T.S. Eliot's "The Waste Land" is a poem both composed of and intrigued by fragments. The structure of the poem, but also its themes of decay and breakdown within city life, is both representative of the Modernist preoccupation with fragmentation and the dissolution of things. This same fragmentation can be seen as a theme within Mad Men, most notably in the life of its protagonist, Don Draper. As in "The Waste Land," the speaker has "shored" fragments "against [his] ruins," so we see Draper gathering together fragments of his life and his past lives in order to reach the point of total collapse and rebirth we see in the final season.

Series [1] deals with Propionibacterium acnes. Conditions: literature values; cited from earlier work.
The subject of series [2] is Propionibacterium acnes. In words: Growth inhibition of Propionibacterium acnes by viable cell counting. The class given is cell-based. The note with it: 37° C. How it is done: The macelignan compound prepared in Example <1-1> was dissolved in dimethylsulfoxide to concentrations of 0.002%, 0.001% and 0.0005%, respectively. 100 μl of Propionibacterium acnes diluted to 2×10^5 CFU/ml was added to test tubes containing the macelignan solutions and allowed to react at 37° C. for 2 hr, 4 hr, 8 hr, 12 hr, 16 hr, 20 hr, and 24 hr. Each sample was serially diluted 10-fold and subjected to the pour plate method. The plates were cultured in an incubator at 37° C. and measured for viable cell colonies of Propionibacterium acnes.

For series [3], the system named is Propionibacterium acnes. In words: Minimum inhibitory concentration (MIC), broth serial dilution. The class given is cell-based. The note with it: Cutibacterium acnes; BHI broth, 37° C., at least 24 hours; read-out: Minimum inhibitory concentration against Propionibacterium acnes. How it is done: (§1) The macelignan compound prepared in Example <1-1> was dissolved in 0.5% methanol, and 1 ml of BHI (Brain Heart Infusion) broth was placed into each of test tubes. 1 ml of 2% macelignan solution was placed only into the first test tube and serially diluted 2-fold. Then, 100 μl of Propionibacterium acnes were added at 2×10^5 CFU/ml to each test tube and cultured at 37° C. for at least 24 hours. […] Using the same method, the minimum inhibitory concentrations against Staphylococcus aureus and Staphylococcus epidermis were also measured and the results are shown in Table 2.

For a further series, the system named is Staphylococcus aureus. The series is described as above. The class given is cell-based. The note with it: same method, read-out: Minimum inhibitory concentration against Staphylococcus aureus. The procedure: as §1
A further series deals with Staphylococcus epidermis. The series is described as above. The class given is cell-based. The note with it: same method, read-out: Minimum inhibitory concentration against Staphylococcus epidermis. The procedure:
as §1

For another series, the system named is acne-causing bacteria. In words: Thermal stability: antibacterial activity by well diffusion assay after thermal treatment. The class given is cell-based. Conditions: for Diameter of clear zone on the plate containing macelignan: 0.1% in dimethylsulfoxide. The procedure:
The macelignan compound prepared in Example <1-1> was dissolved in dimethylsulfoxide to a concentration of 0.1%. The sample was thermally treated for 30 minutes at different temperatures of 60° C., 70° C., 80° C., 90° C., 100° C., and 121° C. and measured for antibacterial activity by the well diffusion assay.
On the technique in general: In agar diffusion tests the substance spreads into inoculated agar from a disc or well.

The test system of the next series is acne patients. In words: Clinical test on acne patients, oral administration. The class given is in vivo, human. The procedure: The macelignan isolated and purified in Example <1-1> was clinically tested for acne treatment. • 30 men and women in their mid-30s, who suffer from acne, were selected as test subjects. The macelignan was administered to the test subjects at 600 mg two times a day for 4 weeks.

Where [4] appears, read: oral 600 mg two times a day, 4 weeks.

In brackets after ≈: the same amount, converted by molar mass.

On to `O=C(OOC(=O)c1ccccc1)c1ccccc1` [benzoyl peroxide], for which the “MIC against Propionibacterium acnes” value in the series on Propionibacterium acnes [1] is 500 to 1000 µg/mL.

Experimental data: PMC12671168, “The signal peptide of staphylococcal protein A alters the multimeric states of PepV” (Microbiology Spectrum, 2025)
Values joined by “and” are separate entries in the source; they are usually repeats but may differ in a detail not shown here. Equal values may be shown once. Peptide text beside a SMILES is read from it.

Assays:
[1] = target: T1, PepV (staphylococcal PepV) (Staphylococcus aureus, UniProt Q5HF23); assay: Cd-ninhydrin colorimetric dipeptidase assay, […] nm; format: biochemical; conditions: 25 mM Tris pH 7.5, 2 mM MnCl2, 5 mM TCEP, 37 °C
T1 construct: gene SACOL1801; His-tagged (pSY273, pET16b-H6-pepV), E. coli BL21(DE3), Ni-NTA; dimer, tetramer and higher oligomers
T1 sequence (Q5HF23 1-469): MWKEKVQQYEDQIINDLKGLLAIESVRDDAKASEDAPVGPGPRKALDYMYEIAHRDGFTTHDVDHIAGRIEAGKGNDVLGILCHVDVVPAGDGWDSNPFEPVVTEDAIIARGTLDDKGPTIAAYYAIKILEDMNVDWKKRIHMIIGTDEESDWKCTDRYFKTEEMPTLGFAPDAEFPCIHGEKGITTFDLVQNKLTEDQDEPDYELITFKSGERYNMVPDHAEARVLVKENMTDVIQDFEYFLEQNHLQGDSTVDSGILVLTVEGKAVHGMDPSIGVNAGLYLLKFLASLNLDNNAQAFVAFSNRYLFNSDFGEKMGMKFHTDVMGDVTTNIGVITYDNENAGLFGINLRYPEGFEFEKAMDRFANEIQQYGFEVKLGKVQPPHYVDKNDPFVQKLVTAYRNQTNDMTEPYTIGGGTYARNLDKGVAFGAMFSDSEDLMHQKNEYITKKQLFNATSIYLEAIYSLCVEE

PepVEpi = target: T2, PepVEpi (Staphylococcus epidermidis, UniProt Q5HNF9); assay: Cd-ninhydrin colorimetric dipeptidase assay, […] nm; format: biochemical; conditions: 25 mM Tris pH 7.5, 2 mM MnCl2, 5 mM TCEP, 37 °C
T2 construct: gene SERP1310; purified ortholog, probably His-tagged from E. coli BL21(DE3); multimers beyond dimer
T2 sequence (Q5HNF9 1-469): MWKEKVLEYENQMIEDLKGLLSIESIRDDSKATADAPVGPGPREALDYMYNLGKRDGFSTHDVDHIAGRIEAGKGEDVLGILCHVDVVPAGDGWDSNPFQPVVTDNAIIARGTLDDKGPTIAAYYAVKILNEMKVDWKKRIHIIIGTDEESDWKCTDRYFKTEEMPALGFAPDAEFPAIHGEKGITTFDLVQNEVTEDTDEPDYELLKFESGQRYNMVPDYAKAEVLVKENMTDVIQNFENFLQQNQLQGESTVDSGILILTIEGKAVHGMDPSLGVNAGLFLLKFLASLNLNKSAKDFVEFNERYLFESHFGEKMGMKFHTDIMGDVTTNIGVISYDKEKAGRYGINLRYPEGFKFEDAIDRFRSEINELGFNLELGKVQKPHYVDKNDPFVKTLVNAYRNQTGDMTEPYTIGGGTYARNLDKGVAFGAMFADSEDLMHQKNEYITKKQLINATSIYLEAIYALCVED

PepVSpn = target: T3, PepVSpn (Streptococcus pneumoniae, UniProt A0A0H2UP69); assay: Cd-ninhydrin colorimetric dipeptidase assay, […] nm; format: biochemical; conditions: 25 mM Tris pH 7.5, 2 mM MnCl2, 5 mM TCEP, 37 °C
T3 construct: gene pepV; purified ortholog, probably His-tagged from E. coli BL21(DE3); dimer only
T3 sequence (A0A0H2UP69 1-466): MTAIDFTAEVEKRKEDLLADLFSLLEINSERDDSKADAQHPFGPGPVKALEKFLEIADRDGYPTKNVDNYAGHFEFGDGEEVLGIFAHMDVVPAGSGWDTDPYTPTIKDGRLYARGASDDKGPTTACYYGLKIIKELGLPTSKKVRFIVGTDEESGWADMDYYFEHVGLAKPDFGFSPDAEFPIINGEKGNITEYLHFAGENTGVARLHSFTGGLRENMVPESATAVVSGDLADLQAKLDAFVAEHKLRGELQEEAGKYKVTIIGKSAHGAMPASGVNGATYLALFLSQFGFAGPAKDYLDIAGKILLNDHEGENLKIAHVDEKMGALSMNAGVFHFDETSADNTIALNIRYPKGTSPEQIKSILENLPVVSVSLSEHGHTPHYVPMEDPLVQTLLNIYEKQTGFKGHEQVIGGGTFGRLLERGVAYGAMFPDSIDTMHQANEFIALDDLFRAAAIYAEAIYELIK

The earlier answer to this question notes that Mad Men exhibits similar concerns to "The Waste Land" in terms of demobbed soldiers struggling to adjust to the shifted reality of their day-to-day lives, with their coping mechanisms often centering around alcohol. In the character of Draper, there are far more fragments to deal with than simply his PTSD. Don Draper, after all, is not Don Draper at all, but another man entirely, a working class boy who grew up in a brothel and then stepped wholesale into another man's life. In Draper, then, the Modernist themes of isolation, "going through the motions," and living a life one does not recognize can be seen starkly. Draper begins the series living a seemingly normal life with his wife, Betty, but there is always the specter of something else—recalling T.S. Eliot's lines in "The Waste Land," 'Who is the third who walks always beside you?...when I look ahead up the white road/There is always another one walking beside you.' In the Draper marriage, there are three people: Don, his wife, and the other Don, the specter at the back of Draper's mind and his darkest secret. In a very literal way, Draper embodies the Modernist concern, seen in "The Waste Land," that we are not who we or others believe ourselves to be: we are isolated, and at the same time, surrounded by secrets and unknowns.